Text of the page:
- Process 2: if we notice any negative symptoms, we finish the test and restrict that food. If there are no negative symptoms, we increase the dose of the feed.
- Process 3: if we do not experience any problems with the food, we move on to the next food and restart process 1.
Foods allowed in the AIP diet
In general, these are the foods that are allowed to be consumed:
- Fermented foods: among them some such as, kefir, kimchi, kombucha, sauerkraut, etc.
- Lightly processed meats: proteins of natural origin and without additives or preservatives, if possible raised outdoors or on grass.
- Non-Solanaceous vegetables and tubers: family of compounds such as beans, sweet potatoes, cucurbits (zucchini, cucumber), lettuce, cauliflower, broccoli, etc.
- Fresh fruit: the one with low fructose content is recommended.
- Lightly processed vegetable oils: olive oil, coconut oil or avocado oil
- Vinegars: any type of natural origin, such as apple, wine or balsamic.
- Infusions with low theine: white tea or green tea and others with low caffeine content
- Natural sweeteners: maple syrup and honey, but quite in moderation.
Restricted foods in the AIP diet
The recommendations of foods to avoid in the AIP diet are quite restrictive and rigorous. These are the ones that should be avoided in phase 1 of the diet.
- Processed sugars: we talk about corn syrup and others, cane sugar, desserts, soft drinks or sweets.
- Seeds: all seed families and seed derivatives.
- Cereals: rice, wheat, oats, barley, rye, etc., and all derivatives that come from these cerales.
- Dairy products: any animal product, such as milk, cheese, yogurt, butter, ghee, etc.
- Processed oils: from cereals (canola, corn, soybeans, sunflower, etc.)
- Vegetables: lentils, beans, peas, peanuts, etc.
- Family vegetables Solanaceae: tomato, pepper, potato and eggplant.
- Eggs: any egg-related foods, from white to yolk.
- Stimulant drinks: any type of tea, coffee or alcohol.
- Artificial sweeteners and additives: saccharin, thickeners, emulsifiers, mannitol, xylitol, etc.
Depending on the severity of the autoimmune disease, some experts also recommend eliminating any fructose-containing foods, especially fruits. Or, at least, reduce the intake to a maximum of 40 grams of fructose daily.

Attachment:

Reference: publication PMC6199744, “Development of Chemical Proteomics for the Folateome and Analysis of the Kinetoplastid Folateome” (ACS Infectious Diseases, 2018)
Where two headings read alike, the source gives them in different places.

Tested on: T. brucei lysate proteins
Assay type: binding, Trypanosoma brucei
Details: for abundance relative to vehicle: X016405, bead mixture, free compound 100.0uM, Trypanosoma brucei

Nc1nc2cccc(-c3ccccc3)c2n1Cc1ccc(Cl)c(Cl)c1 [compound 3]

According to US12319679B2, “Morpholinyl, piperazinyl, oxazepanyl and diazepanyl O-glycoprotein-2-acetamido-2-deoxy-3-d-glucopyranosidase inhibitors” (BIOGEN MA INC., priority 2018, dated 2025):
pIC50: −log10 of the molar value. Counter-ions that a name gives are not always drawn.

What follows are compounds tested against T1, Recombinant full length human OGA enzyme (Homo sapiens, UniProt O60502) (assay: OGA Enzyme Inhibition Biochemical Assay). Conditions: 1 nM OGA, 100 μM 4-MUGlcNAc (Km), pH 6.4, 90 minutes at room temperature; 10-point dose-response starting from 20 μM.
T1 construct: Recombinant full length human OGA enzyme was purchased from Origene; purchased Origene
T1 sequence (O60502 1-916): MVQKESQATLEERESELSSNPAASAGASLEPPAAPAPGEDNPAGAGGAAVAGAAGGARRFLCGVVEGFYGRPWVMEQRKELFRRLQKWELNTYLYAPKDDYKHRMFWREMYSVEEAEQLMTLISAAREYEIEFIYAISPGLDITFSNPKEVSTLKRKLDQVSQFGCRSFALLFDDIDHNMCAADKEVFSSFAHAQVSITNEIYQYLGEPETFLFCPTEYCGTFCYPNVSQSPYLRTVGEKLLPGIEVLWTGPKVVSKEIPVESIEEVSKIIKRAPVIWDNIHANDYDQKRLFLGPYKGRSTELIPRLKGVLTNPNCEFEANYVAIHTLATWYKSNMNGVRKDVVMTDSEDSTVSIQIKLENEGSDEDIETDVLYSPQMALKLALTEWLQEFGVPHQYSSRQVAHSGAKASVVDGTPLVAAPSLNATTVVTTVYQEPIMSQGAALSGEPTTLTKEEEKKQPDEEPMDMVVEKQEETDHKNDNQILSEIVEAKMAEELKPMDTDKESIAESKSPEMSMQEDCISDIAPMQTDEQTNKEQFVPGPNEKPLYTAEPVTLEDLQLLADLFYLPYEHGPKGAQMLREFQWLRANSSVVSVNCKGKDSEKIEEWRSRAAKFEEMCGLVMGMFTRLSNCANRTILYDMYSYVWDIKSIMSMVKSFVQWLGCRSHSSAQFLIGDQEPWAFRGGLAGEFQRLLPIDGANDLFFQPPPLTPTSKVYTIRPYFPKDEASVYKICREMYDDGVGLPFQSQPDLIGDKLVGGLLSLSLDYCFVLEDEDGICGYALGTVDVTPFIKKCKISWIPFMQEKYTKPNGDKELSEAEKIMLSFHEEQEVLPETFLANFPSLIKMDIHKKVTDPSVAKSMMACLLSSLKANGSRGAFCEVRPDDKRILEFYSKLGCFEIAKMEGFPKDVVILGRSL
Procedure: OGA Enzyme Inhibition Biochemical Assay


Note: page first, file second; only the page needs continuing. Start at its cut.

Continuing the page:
Does the AIP diet really work?
In this part we will analyze if the AIP diet is really effective or can help us reduce the symptoms of autoimmune responses.
The objective, according to those who support it, is to reduce the inflammatory symptoms of the illness.
Reduction of chronic inflammation?
The results analyzed in a small group of people is positive, but there is still research of greater progress.
Studies conducted in small groups of people with inflammatory disorders found significant improvements at the end of the diet. However, there were also people who found positive symptoms. [See study]
Another study conducted on women who suffer Hashimoto’s thyroiditis and who followed the AIP diet for 2 1/2 months found a reduction in inflammation and disease-related symptoms.
The people subjected to the study improved their quality of life, but no evidence of positive changes in torus levels. [See study]
Does it improve gut health?
People who suffer from leaky gut syndrome typically experience greater intestinal permeability than healthy people. There are theories and evidence that certain foods directly influence the body’s immune response and intestinal function.
Therefore, they are also related to the inflammatory processes.
Therefore, it is thought that with the restriction of certain foods, intestinal permeability can be improved and, therefore, reduce general inflammation.
There is not much scientific review, but the one that exists establishes a good relationship with the AIP diet. [See information]
Are there disadvantages to the AIP diet?
In general, this autoimmune protocol is considered to be very restrictive in terms of food choice. Many of them are a source of vitamins and antioxidants, especially those present in fruits, vegetables and seeds.
Therefore, it is very important to progressively recover limited foods in phase I and progressively reintroduce them in phase II.
However, those who experience a reduction in symptoms after this diet may be reluctant to advance to the reintroduction phase, for fear that symptoms will return.
In any case, this type of diet should always be carefully followed by expert nutritionists.